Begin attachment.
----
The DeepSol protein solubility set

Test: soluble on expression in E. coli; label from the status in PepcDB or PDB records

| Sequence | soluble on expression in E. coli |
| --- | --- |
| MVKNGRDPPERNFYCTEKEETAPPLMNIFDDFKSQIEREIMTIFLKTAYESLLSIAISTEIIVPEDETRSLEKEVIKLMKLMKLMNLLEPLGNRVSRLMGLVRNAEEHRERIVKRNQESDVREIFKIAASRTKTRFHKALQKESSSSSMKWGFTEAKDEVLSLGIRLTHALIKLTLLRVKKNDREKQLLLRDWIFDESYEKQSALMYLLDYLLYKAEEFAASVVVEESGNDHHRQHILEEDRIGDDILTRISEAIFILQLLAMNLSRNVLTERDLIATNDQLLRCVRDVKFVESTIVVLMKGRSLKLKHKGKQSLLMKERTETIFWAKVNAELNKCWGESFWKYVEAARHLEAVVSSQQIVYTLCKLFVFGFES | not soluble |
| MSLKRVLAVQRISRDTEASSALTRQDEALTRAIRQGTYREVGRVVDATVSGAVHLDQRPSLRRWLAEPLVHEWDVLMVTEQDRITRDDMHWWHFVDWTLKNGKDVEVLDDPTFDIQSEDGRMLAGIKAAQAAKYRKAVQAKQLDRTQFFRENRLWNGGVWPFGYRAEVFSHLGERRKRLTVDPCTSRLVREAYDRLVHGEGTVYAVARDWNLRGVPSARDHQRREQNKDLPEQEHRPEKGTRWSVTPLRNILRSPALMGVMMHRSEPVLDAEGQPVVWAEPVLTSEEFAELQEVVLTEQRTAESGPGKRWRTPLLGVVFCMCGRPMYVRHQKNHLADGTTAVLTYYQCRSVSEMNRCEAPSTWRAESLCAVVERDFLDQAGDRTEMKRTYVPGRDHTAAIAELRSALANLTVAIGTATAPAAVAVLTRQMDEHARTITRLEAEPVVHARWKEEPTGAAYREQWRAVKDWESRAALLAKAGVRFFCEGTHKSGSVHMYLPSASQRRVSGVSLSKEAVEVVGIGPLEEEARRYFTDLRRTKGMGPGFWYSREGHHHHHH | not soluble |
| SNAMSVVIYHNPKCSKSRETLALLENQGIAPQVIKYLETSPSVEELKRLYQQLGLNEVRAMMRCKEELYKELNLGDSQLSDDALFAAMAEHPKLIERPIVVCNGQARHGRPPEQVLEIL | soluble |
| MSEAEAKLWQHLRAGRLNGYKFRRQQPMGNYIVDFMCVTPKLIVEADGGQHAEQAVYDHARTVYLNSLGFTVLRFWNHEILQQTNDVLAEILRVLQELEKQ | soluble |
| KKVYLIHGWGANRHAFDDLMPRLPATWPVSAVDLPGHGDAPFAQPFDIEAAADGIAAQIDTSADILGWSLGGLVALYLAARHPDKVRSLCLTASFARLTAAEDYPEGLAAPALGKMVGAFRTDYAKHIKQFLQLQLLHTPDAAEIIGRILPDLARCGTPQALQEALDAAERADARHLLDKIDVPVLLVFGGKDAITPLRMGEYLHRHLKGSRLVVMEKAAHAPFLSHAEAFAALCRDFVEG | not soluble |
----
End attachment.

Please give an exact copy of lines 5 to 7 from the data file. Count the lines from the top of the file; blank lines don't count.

| MVKNGRDPPERNFYCTEKEETAPPLMNIFDDFKSQIEREIMTIFLKTAYESLLSIAISTEIIVPEDETRSLEKEVIKLMKLMKLMNLLEPLGNRVSRLMGLVRNAEEHRERIVKRNQESDVREIFKIAASRTKTRFHKALQKESSSSSMKWGFTEAKDEVLSLGIRLTHALIKLTLLRVKKNDREKQLLLRDWIFDESYEKQSALMYLLDYLLYKAEEFAASVVVEESGNDHHRQHILEEDRIGDDILTRISEAIFILQLLAMNLSRNVLTERDLIATNDQLLRCVRDVKFVESTIVVLMKGRSLKLKHKGKQSLLMKERTETIFWAKVNAELNKCWGESFWKYVEAARHLEAVVSSQQIVYTLCKLFVFGFES | not soluble |
| MSLKRVLAVQRISRDTEASSALTRQDEALTRAIRQGTYREVGRVVDATVSGAVHLDQRPSLRRWLAEPLVHEWDVLMVTEQDRITRDDMHWWHFVDWTLKNGKDVEVLDDPTFDIQSEDGRMLAGIKAAQAAKYRKAVQAKQLDRTQFFRENRLWNGGVWPFGYRAEVFSHLGERRKRLTVDPCTSRLVREAYDRLVHGEGTVYAVARDWNLRGVPSARDHQRREQNKDLPEQEHRPEKGTRWSVTPLRNILRSPALMGVMMHRSEPVLDAEGQPVVWAEPVLTSEEFAELQEVVLTEQRTAESGPGKRWRTPLLGVVFCMCGRPMYVRHQKNHLADGTTAVLTYYQCRSVSEMNRCEAPSTWRAESLCAVVERDFLDQAGDRTEMKRTYVPGRDHTAAIAELRSALANLTVAIGTATAPAAVAVLTRQMDEHARTITRLEAEPVVHARWKEEPTGAAYREQWRAVKDWESRAALLAKAGVRFFCEGTHKSGSVHMYLPSASQRRVSGVSLSKEAVEVVGIGPLEEEARRYFTDLRRTKGMGPGFWYSREGHHHHHH | not soluble |
| SNAMSVVIYHNPKCSKSRETLALLENQGIAPQVIKYLETSPSVEELKRLYQQLGLNEVRAMMRCKEELYKELNLGDSQLSDDALFAAMAEHPKLIERPIVVCNGQARHGRPPEQVLEIL | soluble |